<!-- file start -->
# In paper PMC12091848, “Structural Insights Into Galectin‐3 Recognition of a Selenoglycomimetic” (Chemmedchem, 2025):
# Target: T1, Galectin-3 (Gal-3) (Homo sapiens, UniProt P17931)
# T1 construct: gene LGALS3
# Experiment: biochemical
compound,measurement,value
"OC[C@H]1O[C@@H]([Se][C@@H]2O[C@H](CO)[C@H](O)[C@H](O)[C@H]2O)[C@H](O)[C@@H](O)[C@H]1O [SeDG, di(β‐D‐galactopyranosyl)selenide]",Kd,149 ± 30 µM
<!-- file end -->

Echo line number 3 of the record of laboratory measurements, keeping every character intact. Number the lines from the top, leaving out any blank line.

# T1 construct: gene LGALS3